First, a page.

Palliative care in Kyrgyzstan: Special challenges and a new role for nursing

Guljahan Pirnazarova, Judith A. Paice*, Jane Schlickau, Nessa Coyle, Carma Erickson-Hurt

*Corresponding author for this work

Research output: Contribution to journalArticlepeer-review

3 Scopus citations


There is a growing awareness of the need for improved end-of-life care around the globe. Kyrgyzstan, the second poorest country in Central Asia, is poised to begin palliative care initiatives, despite facing inadequate health care funding, lack of education about palliative care, and limited availability of necessary medications. With the combined efforts of clinicians and educators, along with support from governmental and nongovernmental agencies, a national program for palliative care is in development, and nursing is playing a leading role. The strategy to integrate palliative care includes 3 pillars: building clinical services, coordinating efforts to increase the availability of necessary drugs, and developing educational programs. As part of a coordinated educational program for nurses and physicians, several courses have been presented based on the End-of-Life Nursing Education Consortium curriculum. Health care professionals, educators, and representatives of government and nongovernmental organizations have participated in these courses. The Minister of Health has subsequently approved a curriculum based on End-of-Life Nursing Education Consortium for students in the college of nursing and postgraduate continuing education. The barriers faced and these educational efforts will be described as they are an essential part of a comprehensive strategy to improve the quality of life for people within this country.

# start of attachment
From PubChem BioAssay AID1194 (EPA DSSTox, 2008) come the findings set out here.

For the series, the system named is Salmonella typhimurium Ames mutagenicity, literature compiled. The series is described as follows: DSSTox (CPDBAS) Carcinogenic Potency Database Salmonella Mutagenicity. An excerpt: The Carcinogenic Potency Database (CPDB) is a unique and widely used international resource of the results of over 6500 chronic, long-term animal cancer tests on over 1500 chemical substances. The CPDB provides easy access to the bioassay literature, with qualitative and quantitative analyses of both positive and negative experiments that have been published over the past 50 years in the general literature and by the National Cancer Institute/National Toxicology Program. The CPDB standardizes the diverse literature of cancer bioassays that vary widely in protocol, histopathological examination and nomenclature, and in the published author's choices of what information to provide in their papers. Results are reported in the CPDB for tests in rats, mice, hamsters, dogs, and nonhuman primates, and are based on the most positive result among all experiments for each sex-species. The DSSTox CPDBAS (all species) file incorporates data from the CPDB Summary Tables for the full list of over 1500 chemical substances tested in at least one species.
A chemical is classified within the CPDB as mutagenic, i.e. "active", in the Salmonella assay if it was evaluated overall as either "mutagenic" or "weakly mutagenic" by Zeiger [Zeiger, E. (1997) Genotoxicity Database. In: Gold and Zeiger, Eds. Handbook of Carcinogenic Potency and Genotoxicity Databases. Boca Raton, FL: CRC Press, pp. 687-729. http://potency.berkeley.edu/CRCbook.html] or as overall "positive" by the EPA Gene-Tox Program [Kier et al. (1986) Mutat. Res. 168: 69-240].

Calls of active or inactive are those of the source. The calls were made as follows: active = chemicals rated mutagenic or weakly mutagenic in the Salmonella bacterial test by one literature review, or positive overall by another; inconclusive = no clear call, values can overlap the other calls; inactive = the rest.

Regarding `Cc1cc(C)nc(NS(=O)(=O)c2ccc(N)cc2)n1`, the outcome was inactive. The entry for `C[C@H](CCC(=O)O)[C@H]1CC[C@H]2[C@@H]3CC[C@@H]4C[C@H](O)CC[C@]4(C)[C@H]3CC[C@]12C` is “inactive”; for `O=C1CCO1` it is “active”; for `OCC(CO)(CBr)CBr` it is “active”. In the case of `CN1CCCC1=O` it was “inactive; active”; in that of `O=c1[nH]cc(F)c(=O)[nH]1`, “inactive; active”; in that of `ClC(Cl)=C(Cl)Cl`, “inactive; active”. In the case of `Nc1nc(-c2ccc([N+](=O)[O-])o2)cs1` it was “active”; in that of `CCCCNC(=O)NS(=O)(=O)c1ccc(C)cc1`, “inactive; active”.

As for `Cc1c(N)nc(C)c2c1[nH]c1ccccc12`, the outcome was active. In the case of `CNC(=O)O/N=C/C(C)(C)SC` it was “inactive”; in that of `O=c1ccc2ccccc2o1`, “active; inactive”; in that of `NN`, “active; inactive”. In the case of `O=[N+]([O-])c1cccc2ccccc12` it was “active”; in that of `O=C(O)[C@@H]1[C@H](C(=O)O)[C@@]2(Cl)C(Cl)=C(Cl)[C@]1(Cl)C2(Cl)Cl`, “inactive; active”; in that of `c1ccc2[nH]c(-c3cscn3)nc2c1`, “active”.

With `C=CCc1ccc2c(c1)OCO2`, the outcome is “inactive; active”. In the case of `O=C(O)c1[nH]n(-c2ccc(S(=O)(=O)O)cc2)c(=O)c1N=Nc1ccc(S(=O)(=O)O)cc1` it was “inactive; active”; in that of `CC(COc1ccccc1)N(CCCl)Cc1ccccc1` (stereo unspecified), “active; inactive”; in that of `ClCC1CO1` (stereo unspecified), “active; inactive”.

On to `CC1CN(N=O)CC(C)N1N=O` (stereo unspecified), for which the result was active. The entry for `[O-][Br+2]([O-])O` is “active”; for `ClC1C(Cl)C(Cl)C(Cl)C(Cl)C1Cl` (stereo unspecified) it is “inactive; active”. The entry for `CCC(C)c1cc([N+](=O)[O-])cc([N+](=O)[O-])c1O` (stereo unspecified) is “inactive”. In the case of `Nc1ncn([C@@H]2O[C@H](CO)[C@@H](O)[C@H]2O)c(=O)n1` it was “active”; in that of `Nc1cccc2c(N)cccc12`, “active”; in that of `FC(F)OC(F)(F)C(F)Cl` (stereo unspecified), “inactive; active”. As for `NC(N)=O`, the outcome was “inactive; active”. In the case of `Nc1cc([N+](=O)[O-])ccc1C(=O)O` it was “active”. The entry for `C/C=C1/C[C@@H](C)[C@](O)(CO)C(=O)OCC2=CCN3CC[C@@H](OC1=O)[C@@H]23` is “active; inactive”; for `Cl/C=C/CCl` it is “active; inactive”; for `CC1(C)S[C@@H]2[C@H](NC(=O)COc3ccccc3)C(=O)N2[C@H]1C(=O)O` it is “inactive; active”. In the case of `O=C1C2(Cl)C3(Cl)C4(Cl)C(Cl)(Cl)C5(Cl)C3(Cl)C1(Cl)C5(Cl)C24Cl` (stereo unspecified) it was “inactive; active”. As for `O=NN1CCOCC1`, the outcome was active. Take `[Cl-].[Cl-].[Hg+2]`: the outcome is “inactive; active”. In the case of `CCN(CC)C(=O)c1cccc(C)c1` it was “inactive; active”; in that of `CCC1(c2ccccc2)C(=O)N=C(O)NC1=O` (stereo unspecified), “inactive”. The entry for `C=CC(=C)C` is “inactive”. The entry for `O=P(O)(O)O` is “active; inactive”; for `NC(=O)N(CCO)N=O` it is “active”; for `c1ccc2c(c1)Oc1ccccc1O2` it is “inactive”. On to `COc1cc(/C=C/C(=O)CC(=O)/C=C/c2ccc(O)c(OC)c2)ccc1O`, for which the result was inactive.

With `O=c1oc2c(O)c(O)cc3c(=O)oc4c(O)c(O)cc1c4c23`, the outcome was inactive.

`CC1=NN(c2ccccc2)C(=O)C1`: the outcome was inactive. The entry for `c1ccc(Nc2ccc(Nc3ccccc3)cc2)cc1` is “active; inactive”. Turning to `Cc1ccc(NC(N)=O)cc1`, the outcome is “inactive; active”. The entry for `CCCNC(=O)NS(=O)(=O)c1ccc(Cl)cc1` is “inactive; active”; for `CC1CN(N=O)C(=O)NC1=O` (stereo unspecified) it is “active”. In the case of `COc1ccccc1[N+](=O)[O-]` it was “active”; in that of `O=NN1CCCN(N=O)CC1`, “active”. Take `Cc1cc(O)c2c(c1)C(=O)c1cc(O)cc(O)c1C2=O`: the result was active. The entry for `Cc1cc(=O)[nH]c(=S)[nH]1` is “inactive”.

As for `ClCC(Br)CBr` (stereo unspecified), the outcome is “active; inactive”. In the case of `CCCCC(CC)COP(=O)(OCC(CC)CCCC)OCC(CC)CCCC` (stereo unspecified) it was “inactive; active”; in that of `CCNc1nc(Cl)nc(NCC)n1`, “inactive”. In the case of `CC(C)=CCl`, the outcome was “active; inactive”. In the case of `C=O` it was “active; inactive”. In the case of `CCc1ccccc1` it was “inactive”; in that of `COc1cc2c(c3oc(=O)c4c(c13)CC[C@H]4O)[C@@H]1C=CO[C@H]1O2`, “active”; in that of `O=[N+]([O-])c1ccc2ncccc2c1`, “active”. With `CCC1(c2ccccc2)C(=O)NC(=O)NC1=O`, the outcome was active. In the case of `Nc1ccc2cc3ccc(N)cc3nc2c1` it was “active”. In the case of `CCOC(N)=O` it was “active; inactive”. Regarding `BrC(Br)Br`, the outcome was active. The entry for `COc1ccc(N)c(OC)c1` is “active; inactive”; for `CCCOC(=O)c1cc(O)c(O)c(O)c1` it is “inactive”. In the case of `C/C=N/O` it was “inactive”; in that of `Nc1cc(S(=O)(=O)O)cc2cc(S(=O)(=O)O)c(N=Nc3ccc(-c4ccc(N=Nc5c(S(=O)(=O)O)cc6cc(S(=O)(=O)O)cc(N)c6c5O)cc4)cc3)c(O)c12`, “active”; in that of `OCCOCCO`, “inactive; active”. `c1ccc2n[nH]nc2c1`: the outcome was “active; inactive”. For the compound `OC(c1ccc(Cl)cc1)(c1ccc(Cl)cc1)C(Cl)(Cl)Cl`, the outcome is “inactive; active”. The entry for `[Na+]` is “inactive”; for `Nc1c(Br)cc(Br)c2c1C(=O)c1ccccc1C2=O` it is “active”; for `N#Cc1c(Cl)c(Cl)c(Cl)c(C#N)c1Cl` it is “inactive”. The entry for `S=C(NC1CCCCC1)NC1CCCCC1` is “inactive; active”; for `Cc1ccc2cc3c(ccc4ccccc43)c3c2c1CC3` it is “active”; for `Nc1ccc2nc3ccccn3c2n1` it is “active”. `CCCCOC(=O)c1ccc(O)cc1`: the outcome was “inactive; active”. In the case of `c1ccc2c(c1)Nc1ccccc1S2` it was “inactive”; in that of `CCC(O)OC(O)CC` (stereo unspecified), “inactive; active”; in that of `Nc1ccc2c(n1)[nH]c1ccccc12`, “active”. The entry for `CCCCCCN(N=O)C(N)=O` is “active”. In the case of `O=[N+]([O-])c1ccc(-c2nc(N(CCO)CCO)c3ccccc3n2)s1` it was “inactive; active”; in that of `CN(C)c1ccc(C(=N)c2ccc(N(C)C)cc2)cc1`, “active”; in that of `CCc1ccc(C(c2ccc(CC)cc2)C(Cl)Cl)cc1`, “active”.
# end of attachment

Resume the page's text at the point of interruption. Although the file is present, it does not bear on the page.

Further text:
Original languageEnglish (US)
Pages (from-to)E1-E5
JournalJournal of Hospice and Palliative Nursing
Issue number8
StatePublished - Dec 1 2013


  • Elnec
  • Kyrgyzstan
  • Nursing
  • Palliative care

ASJC Scopus subject areas

  • Community and Home Care
  • Advanced and Specialized Nursing

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